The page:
Sarkozy's personality under attack in campaign

12th April 2007, Comments 0 comments

PARIS, April 12, 2007 (AFP) - Quick-tempered, arrogant, divisive, even dangerous: French presidential front-runner Nicolas Sarkozy is facing mounting attacks on his personality as he heads into the first round of voting in just over a week.

PARIS, April 12, 2007 (AFP) - Quick-tempered, arrogant, divisive, even dangerous: French presidential front-runner Nicolas Sarkozy is facing mounting attacks on his personality as he heads into the first round of voting in just over a week.

Sarkozy's rivals in the April 22 race have zeroed in on what is widely seen as the right-wing candidate's Achilles heel: his inability to shed the tough-guy reputation earned during his days as interior minister.

A new tell-all book went on sale in stores this week by former minister Azouz Begag, who recounts that Sarkozy threatened to "smash" his face in after the minister criticised his handling of the suburban riots in late 2005.

Begag wrote that a furious Sarkozy called him on the telephone, yelling: "You're an asshole, a disloyal bastard! I'm going to smash your face."

Sarkozy has dismissed the entire account as a lie, but the book's release came at a sensitive time for the 52-year-old candidate of the governing party, who is expected to win enough votes to stand in the May 6 runoff vote.

Polls have repeatedly shown that some voters are uneasy with Sarkozy's blunt-talking, results-driven approach, seen as early warning signs of an authoritarian streak.

"I think that he does worry voters," said journalist Catherine Nay, author of a best-selling biography of Sarkozy.

"The French see him as ambitious, someone who entered politics 20 years ago with his sights set high, who never deviated from his path and mapped out his own strategy," said Nay.

"When you have this type of fired-up personality, your strengths can become your weaknesses," she said.

Even Sarkozy's inner circle admits that the candidate can be impetuous, but they see his bulldozer personality as an asset in the drive to shake up the world of stodgy French politics.

"He can be brutal in the way that he expresses himself, but people would be wrong to doubt his humanity," said Simone Veil, the former president of the European parliament who is backing Sarkozy.

"Nicolas is nice," she said in a recent interview to the Jewish Tribune, praising him as a "loyal friend" whose qualities would serve the nation well.

The son of a Hungarian immigrant and French mother of half-Jewish Greek origin, Sarkozy is promising to lead France through "deep changes" by tackling such touchstone issues as immigration and reforming the welfare state.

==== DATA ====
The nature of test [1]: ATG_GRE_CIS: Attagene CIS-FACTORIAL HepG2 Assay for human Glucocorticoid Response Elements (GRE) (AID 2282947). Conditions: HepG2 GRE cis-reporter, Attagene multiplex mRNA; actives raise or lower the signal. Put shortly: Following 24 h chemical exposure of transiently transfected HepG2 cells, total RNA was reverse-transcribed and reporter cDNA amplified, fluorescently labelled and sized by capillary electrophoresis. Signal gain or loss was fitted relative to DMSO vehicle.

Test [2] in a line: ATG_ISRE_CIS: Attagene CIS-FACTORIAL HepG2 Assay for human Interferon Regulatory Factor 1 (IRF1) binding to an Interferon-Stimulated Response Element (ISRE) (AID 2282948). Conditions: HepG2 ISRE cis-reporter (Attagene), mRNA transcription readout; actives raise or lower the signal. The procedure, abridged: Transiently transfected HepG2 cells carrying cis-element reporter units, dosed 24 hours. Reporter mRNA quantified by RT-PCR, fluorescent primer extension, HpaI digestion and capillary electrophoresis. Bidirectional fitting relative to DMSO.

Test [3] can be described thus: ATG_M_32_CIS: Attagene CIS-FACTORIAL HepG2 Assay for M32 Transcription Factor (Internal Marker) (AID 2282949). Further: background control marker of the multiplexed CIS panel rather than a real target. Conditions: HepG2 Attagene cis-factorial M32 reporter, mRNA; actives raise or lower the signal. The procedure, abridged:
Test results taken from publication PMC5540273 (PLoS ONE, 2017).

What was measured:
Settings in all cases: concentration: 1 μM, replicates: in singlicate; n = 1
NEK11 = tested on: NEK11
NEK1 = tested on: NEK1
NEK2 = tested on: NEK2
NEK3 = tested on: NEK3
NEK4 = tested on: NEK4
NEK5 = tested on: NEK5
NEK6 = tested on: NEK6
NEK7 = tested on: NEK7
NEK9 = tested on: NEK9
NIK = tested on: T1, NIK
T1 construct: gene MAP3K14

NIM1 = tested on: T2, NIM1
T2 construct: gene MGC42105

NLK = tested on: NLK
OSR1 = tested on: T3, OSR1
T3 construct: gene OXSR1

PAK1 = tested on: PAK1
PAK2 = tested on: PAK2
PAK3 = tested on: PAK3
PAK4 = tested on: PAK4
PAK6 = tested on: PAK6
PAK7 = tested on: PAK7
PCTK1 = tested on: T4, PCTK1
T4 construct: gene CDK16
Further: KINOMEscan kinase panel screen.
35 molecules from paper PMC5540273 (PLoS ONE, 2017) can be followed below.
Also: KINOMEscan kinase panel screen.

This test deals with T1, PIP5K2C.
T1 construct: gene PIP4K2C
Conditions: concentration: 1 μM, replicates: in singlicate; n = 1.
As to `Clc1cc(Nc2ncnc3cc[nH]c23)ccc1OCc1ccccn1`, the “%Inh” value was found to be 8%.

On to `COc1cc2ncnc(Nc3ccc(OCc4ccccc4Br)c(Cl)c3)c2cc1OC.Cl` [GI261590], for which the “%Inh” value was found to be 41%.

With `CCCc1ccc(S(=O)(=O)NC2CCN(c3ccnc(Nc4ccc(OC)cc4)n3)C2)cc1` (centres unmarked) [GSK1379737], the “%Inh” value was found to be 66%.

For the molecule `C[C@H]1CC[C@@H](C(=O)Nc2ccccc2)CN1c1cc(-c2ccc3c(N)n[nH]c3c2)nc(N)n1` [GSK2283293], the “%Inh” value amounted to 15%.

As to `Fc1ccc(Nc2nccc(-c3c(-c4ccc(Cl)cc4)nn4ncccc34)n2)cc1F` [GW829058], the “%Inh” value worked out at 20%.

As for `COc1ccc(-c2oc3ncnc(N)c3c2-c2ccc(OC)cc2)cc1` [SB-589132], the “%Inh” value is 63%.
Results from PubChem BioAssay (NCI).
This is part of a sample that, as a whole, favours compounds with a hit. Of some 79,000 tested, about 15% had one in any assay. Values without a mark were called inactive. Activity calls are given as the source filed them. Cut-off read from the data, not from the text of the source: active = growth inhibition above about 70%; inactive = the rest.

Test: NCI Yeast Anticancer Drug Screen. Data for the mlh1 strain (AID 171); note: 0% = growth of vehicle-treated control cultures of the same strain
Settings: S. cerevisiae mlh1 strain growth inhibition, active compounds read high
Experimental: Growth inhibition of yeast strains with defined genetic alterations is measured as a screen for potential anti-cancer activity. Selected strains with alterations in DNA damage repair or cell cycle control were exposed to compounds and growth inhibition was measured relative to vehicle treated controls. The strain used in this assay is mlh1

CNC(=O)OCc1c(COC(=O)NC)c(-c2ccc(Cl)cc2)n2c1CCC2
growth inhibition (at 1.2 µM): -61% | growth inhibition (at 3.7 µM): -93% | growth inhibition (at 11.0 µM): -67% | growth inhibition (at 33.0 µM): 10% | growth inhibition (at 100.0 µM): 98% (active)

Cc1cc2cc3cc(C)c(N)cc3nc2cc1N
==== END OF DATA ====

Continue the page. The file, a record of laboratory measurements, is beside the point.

Animosity against Sarkozy is strongest in the suburbs where the former interior minister is considered an enemy of Arab and African immigrants after he called young troublemakers "racaille" or rabble.

Socialist candidate Segolene Royal and centrist Francois Bayrou point to Sarkozy's status as persona non grata in the suburbs to chip away at his credibility, saying France needs a president who will be a unifying force.

When Sarkozy suggested in a magazine interview that he was "inclined to think" that paedophilia was determined by genes, Royal accused him of making "very dangerous" remarks that revealed his "brutality" and a "very alarming view of humanity."

After sparring with Sarkozy over rioting in a Paris train station last month, Royal complained that the candidate had "lost his cool" and suggested that this was conduct unbecoming a future president.

Sarkozy has often been lampooned as a hothead, notably in the television programme "Les Guignols," the French version of the British Spitting Image satire.

The latex puppet of Sarkozy is often seen in sketches, making a Herculean effort to remain calm, but he invariably throws a tantrum and starts beating up the news anchor for asking questions.

Sarkozy makes no apologies for his tough-as-nails persona, showing as much when asked in a recent television interview about the apprehension that he inspired, compared to Royal's reassuring smile and the country-boy image of Bayrou, who is often photographed at the wheel of his tractor.

"We are talking about the election of the president of the republic," Sarkozy shot back. "It's not a question of Mrs Royal's smile or Mr Bayrou's tractor. We are talking about the one who will be at the helm of the fifth most powerful nation in the world."

On the Internet, a raft of websites are promoting the "Anyone But Sarkozy" stance, portraying the candidate as the worst possible choice for the presidency.

As the campaign heads into the final stretch, the weekly L'Express summed up the challenge facing Sarkozy as that of shaking off such hostility.

Sarkozy "is not what he would like to be: a candidate loved by the French, having convinced them that he has changed, that he embodies the country," it wrote.

Copyright AFP

Subject: French news

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